at the Boys and Girls Club. She’s always in motion, even today. A really
Steinman chairs the advisory council for Leesburg, Virginia’s
Marion duPont Scott Equine Medical Center. A barn built on the Virginia Tech hospital campus in 2009 was dedicated to trainer Paul Fout, who died in 2005.
Fout had long supported the center,
most notably helping procure funds to purchase, outfit and operate the
center’s equine ambulance, easily recognized parked on the backstretch
at all the Virginia steeplechase meets.
Steinman was presented the Distinguished Service Award by the EMC in 2010.
150 dignitaries and guests gathered at the Marion duPont Equine Medical
Center for the dedication of the Paul R. Fout Barn in April of 2009
Photo courtesy of the Marion duPont Equine Medical Center.
Pick(s) of the litter
One of Peggy Steinman’s best was homebred
Foaled in Kentucky in 1996, Colstar is by Breeders’ Cup Mile winner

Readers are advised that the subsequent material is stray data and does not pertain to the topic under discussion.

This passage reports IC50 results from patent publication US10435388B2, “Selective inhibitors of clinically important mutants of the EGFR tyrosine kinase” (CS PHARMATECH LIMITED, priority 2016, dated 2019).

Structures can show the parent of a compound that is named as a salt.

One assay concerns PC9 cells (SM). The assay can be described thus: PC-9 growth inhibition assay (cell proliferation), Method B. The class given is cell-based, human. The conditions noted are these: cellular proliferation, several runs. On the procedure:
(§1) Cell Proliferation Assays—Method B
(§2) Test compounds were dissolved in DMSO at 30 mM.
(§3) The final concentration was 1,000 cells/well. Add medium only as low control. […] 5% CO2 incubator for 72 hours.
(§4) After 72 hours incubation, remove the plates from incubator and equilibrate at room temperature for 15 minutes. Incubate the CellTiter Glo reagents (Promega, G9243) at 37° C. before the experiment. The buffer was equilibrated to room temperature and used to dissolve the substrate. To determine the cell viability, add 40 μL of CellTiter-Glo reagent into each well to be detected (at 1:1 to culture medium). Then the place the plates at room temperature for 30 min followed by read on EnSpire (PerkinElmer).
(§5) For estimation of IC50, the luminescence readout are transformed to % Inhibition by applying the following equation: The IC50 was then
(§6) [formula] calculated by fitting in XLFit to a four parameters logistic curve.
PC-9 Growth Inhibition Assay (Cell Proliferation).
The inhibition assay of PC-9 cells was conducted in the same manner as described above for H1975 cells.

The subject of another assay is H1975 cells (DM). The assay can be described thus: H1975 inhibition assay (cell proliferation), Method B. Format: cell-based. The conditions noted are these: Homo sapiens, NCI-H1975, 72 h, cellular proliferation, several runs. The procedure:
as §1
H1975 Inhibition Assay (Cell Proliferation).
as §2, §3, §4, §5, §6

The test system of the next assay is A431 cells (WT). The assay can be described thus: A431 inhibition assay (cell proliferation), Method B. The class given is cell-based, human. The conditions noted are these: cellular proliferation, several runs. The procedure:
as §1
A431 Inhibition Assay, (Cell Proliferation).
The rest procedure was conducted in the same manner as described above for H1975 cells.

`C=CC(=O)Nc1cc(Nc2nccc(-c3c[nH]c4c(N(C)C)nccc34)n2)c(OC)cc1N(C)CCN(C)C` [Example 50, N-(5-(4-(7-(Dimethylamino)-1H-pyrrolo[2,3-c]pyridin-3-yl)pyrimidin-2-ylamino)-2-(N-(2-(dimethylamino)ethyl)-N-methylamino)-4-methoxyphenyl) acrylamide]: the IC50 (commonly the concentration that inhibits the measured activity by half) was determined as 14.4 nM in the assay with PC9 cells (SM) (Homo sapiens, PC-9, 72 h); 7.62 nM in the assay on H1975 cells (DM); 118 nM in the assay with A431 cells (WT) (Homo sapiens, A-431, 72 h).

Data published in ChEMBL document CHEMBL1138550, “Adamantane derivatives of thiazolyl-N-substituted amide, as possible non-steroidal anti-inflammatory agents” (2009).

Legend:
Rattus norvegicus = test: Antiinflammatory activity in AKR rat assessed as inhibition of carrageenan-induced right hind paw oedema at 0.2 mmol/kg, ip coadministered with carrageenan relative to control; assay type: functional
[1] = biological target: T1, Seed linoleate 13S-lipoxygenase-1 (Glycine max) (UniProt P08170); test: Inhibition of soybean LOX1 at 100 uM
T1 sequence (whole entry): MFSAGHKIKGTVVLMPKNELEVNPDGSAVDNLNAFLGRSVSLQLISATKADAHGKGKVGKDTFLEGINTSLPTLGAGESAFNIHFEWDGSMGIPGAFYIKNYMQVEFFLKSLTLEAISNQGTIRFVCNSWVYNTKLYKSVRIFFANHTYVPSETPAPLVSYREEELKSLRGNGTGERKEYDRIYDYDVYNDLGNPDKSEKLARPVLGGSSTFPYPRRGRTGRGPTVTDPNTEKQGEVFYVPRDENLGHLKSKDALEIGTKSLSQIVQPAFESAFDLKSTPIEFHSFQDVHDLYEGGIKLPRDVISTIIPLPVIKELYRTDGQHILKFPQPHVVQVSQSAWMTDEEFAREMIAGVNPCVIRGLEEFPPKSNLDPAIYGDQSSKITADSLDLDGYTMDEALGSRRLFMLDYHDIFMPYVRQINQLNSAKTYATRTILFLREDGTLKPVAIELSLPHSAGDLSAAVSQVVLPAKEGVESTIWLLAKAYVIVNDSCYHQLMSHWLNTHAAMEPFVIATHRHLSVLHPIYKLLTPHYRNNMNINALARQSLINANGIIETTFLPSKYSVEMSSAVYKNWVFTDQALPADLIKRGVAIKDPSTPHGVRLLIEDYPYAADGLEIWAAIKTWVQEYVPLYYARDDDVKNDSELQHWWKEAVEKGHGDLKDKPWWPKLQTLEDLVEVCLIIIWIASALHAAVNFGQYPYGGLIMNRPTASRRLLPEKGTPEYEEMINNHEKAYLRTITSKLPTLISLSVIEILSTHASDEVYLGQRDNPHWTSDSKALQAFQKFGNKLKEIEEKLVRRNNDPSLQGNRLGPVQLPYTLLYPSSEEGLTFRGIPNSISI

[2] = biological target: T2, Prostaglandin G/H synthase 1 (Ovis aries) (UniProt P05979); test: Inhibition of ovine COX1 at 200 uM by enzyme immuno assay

Opening Verse, out of Ascend, a daughter of Risen Star purchased by Paul
Fout at the Ocala 2-year-olds in training sales.
Colstar won the grade 3 Martha
Washington at Laurel, returning at 4 to win the grade 3 Gallorette at
Pimlico, the grade 3 Locust Grove Handicap at Churchill and the grade 1
Flower Bowl at Belmont.
She was seventh in the Breeders’ Cup
distaff turf back at Churchill that November, just 4 ½ lengths off
winner Perfect Sting.
Spring of 2001, Colstar won the
Searching Stakes at Pimlico and grade 3 Locust Grove Handicap at
Churchill before annexing the All Along at Colonial Downs that summer,
another grade 3, in her final start.
Colstar has produced six foals to
race, including jump-related Be Somebody, a winner of one of 2020’s only
jump races to date – the amateur hurdle at the Warrenton Hunt
Point-to-Point, and Speed Ahead, a winner on the turf last fall at
Doug Fout with Be Somebody after a win in the Amateur Novice Hurdle race at Warrenton this spring.
a son of Herbager was a coast-to-coast superstar for Steinman and Fout.